Canyonlands National Park
CAPITOL REEF TO CANYONLANDS NATIONAL PARKMuch of the western edge of Canyonlands National Park is most accessible from highway 24 near Hanksville and Goblin Valley State Park. This is just one more example of how visitors to the Capitol Reef area are able to experience adventure and scenery within a close geographic area. To the east of Capitol Reef National Park is Canyonlands National Park, which is part of the most stunning national parks in the United States.
THE MAZE SECTION OF CANYONLANDS NATIONAL PARKThis is one of the most untamed and remote areas in all of Utah. The Maze section of the park can be reached from Hanksville or Goblin Valley State Park via UT-24. Traveling north on UT-24, turn right onto the unpaved Lower San Rafael Road/County Road 1010 (the road is just shy of the turn-off to Goblin Valley State Park). A 48-mile drive along this isolated road will bring you to the Hans Flat Ranger Station, which is open year round.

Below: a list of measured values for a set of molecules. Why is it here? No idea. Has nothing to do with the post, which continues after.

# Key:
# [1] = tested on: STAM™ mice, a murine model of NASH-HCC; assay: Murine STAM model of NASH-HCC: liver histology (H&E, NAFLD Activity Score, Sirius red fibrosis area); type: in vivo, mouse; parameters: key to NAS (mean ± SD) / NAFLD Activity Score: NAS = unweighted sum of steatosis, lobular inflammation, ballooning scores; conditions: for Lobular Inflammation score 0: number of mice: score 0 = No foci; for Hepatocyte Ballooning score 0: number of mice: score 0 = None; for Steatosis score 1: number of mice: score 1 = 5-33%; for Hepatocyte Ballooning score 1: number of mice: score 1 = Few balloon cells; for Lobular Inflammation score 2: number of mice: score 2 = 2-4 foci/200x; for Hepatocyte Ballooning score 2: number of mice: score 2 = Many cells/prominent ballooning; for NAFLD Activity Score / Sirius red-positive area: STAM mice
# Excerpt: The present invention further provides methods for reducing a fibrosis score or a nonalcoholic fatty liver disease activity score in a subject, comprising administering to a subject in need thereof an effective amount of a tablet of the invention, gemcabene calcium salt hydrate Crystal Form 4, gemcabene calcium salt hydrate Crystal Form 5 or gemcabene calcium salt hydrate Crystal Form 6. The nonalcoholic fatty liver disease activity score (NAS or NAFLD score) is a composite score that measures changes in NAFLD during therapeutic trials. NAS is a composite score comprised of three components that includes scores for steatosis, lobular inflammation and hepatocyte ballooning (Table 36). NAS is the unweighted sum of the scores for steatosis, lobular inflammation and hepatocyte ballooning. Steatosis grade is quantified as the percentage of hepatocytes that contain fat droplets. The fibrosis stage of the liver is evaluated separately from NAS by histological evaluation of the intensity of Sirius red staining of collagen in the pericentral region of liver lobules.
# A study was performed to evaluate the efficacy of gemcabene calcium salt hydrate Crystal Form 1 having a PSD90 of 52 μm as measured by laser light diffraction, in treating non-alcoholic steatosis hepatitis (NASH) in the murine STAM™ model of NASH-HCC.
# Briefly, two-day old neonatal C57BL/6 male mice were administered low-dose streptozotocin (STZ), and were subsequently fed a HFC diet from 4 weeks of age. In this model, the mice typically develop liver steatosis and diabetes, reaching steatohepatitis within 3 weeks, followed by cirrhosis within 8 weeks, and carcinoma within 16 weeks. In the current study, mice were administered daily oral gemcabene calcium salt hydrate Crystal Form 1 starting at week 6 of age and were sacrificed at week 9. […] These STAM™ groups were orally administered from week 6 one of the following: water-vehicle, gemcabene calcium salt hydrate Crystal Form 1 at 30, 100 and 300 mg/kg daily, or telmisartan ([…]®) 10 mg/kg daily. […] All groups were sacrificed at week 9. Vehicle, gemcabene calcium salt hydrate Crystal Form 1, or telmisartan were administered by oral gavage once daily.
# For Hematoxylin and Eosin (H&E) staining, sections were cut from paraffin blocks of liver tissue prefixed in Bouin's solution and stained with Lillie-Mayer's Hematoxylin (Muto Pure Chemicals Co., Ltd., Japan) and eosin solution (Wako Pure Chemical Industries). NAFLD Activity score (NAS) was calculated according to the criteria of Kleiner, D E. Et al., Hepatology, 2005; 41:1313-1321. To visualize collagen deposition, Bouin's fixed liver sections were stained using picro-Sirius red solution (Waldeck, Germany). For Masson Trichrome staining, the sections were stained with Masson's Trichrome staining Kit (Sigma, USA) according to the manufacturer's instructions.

TAKING THE PROPER VEHICLES
TWO-WHEEL DRIVE VEHICLESVehicles limited to two-wheel drive are fine up until the area between the ranger station and the Maze section at the base of the Orange Cliffs.
FOUR-WHEEL DRIVE VEHICLESA high-clearance four-wheel drive vehicle is necessary for the roughly four-hour drive into the Maze. The sheer canyons and ravines of the Maze feature difficult trails leading to Shot Canyon, Water Canyon, Horse Canyon and other areas in the “Land of the Standing Rocks.” Expect to spend several days exploring this area and come well-prepared as there are no amenities or potable water here. Four-wheel drive is recommended for the turn-off onto the rocky and narrow two-mile spur road that leads to the trail head to the four pictograph “galleries.” A difficult 3.25-mile trail leads to the some of the greatest rock art on the Colorado Plateau. The winding trail drops 600 feet below the Slickrock Canyon rim and follows a soft sand dry wash. This area of the park can also be reached via a four-wheel drive track from the Maze district.
HORSESHOE CANYONThis section of Canyonlands National Park is twenty miles northwest of the Maze. Hundreds of ancient Indian pictographs dating back as far as 2,000 B.C. highlight this area of the park. Getting to this five-mile area of the park requires a 31-mile trip along the unpaved road also known as Robbers Roost Road, which can be reached from UT-24.
GOOGLE MAPSClick on the link to view a Canyonlands Map. Lake Powell is also accessible through this region. Click on the link to learn more.